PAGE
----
Clodronate kinetics and bioavailability

Gerald J. Yakatan, Wesley J. Poynor, Robert L. Talbert, Benjamin F. Floyd, Candice L. Slough, Robert S. Ampulski, James J. Benedict

Research output: Contribution to journalArticle

103 Scopus citations


Carbon 13-labeled clodronate disodium was given to healthy adult men by intravenous infusion and orally in a crossover design. Serum and urine levels were determined as a function of time by isotope-ratio mass spectrometry. Clodronate disodium (Cl2MDP) is primarily excreted unchanged by the kidney; more than 80% of the intravenous dose was recovered within 48 hr. The serum concentration-time curve over the first 8 hr after intravenous dosing appears biexponential with the disposition phase having a harmonic mean half-life (t 1 2) of 2 hr. The mean serum clearance was found to be 1.4 ml min-1 kg-1 and the apparent volume of distribution was approximately 25% of body weight. Simulations and computer fitting of the cumulative urinary excretion and urinary excretion rates based on the biexponential serum decay curve demonstrated the presence of a slow disposition component with a t 1 2 of 12.8 hr. Thus, the disposition kinetics of Cl2MDP appear to be triexponential, although the slowest component is not of major significance after a single dose and could not be verified because of a lack of serum data after 8 hr. Cl2MDP is poorly absorbed with an absolute bioavailability of only 1 % to 2%.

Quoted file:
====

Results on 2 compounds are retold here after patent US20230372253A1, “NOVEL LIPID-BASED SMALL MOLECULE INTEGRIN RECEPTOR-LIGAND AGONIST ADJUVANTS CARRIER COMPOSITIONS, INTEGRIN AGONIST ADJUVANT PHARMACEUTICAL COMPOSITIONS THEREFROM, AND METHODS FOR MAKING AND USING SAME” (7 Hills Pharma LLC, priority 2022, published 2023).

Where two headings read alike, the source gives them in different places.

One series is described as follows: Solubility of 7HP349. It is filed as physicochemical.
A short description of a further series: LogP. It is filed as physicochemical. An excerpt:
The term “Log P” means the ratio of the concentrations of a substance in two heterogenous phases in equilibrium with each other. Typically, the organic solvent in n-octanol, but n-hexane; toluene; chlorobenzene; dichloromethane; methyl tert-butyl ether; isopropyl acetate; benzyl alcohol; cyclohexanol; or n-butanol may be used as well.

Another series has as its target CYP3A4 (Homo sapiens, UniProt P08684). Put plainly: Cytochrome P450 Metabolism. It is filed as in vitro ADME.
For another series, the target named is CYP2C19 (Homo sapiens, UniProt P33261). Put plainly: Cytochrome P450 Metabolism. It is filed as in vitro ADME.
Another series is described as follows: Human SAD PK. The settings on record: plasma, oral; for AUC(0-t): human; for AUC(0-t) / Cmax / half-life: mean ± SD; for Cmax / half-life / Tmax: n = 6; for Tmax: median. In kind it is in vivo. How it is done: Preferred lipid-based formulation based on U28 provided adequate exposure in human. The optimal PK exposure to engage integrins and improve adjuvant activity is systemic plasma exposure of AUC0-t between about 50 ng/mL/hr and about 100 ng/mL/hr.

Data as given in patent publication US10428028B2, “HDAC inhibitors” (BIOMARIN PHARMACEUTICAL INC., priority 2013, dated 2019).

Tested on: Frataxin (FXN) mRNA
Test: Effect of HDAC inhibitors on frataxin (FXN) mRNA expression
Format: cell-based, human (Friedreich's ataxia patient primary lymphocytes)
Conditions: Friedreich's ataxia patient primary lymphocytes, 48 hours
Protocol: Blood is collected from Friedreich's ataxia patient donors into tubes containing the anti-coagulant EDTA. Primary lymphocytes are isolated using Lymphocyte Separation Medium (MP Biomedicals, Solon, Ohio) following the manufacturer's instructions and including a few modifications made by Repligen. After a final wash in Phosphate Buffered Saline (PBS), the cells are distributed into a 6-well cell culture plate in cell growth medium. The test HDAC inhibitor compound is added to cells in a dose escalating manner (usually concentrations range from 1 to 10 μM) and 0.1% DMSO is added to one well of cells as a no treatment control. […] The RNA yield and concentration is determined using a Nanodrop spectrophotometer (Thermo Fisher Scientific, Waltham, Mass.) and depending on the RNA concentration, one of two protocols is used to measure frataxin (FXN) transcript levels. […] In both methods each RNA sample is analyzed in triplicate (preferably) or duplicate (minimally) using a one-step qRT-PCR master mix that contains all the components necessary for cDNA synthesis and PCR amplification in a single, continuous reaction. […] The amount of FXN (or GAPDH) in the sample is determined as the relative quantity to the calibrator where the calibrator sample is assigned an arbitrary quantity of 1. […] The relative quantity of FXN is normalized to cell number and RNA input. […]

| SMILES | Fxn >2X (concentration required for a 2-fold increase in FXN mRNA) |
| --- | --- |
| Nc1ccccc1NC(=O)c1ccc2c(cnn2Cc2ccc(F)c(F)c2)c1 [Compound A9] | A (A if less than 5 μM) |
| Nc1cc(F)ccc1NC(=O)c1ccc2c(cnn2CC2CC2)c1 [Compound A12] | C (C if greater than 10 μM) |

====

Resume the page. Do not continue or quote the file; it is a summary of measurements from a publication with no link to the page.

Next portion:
Original languageEnglish (US)
Pages (from-to)402-410
Number of pages9
JournalClinical Pharmacology and Therapeutics
Issue number3
Publication statusPublished - Mar 1982


ASJC Scopus subject areas

  • Pharmacology
  • Pharmacology (medical)

Cite this

Yakatan, G. J., Poynor, W. J., Talbert, R. L., Floyd, B. F., Slough, C. L., Ampulski, R. S., & Benedict, J. J. (1982). Clodronate kinetics and bioavailability. Clinical Pharmacology and Therapeutics, 31(3), 402-410.